In this file photo dated Jul 21, 2021, an abandoned oil tanker, at risk of sinking due to poor maintenance, is anchored off Yemen's southern port city of Aden. (PHOTO / AFP)
UNITED NATIONS — The UN Development Programme (UNDP) on Thursday signed an agreement with Euronav to secure the purchase of a large vessel as part of a UN-coordinated operation to remove more than 1 million barrels of oil from a decaying tanker off Yemen's Red Sea coast that threatens a humanitarian and environmental catastrophe, said UNDP Administrator Achim Steiner.
The replacement vessel is now in drydock in China for modifications and regular maintenance before sailing to the Red Sea to be parked alongside the Safer oil tanker for a ship-to-ship transfer. The vessel is expected to arrive in early May for the operation, said Steiner.
A major spill would also result in the closure of the ports of Hodeidah and Saleef, which are essential to bring food, fuel and life-saving supplies into Yemen, where 17 million people need food assistance
The Safer tanker, a 47-year-old vessel that has moored off Yemen and has not been maintained since 2015 because of the conflict in Yemen, has decayed to the point where there is an imminent risk it could explode or break apart, which would have disastrous environmental effects on the region.
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The UNDP, which is implementing the high-risk operation as part of the UN-coordinated initiative, has contracted marine salvage company SMIT to finalize a detailed operation plan for the transfer of oil, Steiner told reporters in the UN headquarters in New York.
"The purchase of this vessel is now a major step forward in our efforts to safely remove the oil from the FSO Safer and avoid the risk of an environmental and humanitarian disaster on a massive scale," he said.
David Gressly, the UN resident and humanitarian coordinator for Yemen, said that 95 million US dollars has been raised, leaving a funding gap of 34 million dollars.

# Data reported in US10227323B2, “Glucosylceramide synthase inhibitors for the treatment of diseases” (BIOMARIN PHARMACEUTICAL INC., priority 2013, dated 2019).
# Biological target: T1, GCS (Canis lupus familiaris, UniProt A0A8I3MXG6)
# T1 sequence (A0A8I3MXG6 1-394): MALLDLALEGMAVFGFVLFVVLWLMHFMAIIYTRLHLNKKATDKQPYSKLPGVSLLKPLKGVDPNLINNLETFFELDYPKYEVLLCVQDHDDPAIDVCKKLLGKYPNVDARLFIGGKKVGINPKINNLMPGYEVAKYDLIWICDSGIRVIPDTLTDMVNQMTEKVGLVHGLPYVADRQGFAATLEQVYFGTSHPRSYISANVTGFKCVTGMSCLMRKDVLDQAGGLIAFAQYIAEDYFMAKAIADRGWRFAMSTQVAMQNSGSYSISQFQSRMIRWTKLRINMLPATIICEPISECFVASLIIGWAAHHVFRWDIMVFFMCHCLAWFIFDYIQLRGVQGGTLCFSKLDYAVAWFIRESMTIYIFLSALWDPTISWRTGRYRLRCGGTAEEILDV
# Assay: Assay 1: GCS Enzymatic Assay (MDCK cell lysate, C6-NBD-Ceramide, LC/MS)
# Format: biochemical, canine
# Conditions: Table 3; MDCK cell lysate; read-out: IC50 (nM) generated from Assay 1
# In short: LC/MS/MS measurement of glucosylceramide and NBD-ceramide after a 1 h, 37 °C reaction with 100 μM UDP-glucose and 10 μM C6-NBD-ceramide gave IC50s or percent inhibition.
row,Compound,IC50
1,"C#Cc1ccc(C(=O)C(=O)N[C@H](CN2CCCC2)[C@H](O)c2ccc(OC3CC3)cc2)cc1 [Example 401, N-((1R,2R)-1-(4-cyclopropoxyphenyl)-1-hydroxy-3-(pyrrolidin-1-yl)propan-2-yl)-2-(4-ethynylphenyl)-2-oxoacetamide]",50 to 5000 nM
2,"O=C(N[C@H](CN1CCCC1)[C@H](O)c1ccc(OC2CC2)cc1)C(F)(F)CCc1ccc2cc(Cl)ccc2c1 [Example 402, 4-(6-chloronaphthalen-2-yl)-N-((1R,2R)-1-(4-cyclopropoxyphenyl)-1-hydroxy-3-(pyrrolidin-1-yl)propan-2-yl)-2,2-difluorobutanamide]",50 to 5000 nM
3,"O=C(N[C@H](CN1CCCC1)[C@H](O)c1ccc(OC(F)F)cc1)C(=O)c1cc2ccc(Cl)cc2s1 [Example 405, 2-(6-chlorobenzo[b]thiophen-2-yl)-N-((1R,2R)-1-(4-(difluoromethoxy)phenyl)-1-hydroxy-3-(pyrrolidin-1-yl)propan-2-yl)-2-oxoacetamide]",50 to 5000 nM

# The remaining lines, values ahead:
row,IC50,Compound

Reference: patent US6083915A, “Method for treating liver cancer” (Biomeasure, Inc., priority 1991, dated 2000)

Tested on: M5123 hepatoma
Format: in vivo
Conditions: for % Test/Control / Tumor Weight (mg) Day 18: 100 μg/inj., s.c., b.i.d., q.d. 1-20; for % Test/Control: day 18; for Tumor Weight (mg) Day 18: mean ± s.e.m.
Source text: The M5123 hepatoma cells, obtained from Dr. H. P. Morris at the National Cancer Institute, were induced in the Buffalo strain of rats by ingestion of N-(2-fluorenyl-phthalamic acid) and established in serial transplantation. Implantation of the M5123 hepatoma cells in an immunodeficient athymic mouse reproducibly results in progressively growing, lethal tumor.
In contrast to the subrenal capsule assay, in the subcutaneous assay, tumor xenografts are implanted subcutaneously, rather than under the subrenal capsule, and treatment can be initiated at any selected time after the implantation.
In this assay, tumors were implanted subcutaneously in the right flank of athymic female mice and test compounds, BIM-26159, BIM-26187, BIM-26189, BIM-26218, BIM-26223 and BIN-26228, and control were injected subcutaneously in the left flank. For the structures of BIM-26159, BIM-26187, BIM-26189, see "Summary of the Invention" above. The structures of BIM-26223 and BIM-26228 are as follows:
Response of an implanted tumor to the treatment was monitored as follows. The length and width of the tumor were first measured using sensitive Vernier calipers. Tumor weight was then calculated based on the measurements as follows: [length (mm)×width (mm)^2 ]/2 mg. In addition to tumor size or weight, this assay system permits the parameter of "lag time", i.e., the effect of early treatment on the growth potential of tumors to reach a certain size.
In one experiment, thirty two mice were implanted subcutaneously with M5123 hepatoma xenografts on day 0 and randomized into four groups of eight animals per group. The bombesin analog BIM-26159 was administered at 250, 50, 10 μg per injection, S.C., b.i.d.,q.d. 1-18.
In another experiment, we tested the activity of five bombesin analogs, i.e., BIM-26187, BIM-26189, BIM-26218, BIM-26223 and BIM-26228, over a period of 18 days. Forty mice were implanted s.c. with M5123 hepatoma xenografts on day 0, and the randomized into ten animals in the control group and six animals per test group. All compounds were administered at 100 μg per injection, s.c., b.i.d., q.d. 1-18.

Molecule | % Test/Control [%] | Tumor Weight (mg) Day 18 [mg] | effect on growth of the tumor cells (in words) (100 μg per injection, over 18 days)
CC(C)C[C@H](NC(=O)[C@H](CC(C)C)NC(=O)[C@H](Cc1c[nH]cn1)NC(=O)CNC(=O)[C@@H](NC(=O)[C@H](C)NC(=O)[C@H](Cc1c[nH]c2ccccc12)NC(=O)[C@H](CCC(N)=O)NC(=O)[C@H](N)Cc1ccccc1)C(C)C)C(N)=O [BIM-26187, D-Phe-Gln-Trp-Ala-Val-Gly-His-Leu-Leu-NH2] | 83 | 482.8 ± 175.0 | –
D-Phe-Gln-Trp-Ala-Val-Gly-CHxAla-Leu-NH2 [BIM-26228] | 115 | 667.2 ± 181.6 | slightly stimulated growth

"It is important that we continue to generate funds required to close out this project. We will be working over the next weeks to do just that," he told the same press briefing via a video link from Aden, Yemen.
Gressly warned against inaction.
A major spill would devastate fishing communities on Yemen's Red Sea coast, likely wiping out 200,000 livelihoods. Whole communities would be exposed to life-threatening pollution. The cost of cleanup alone is estimated at 20 billion dollars, he said.
A major spill would also result in the closure of the ports of Hodeidah and Saleef, which are essential to bring food, fuel and life-saving supplies into Yemen, where 17 million people need food assistance. Oil from the Safer could reach the African coast and affect any country on the Red Sea, and would also affect shipping through the Red Sea, he said. "This we cannot allow to happen. But we have every means to go forward with this."
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Steiner said the UNDP had to decide to purchase a vessel after the options of donation and leasing became unavailable.
Partly due to the conflict in Ukraine, there has been a significant price increase in the market for very large crude carriers suitable for such an operation, driving up the costs of the UN-coordinated operation, he said.
The vessel to be purchased is a crude carrier that is 15 years old and 332 meters long, said Steiner.